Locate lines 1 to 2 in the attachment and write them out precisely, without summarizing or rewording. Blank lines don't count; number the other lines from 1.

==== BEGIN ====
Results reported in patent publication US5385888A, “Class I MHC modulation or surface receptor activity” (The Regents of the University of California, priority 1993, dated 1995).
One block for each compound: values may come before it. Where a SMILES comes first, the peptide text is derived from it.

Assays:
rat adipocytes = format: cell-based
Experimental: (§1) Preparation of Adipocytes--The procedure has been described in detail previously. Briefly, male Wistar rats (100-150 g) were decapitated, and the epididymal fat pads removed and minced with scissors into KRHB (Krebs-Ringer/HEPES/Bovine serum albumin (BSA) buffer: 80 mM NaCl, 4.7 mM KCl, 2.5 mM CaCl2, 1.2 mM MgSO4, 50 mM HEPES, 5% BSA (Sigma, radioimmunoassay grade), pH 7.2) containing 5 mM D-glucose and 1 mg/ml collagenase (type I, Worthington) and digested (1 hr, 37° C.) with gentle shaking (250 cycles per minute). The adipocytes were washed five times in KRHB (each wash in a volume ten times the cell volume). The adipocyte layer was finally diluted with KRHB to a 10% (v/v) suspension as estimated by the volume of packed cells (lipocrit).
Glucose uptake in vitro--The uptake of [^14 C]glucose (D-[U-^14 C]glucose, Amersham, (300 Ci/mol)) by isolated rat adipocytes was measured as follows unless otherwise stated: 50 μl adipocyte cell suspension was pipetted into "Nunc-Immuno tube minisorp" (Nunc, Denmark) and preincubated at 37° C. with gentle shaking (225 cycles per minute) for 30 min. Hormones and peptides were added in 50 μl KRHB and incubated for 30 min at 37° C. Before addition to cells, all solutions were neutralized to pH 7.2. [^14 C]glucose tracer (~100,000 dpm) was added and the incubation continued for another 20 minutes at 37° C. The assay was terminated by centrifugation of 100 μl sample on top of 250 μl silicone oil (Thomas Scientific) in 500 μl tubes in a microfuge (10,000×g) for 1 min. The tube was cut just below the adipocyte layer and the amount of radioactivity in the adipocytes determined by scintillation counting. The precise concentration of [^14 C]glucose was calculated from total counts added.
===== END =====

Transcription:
Results reported in patent publication US5385888A, “Class I MHC modulation or surface receptor activity” (The Regents of the University of California, priority 1993, dated 1995).
One block for each compound: values may come before it. Where a SMILES comes first, the peptide text is derived from it.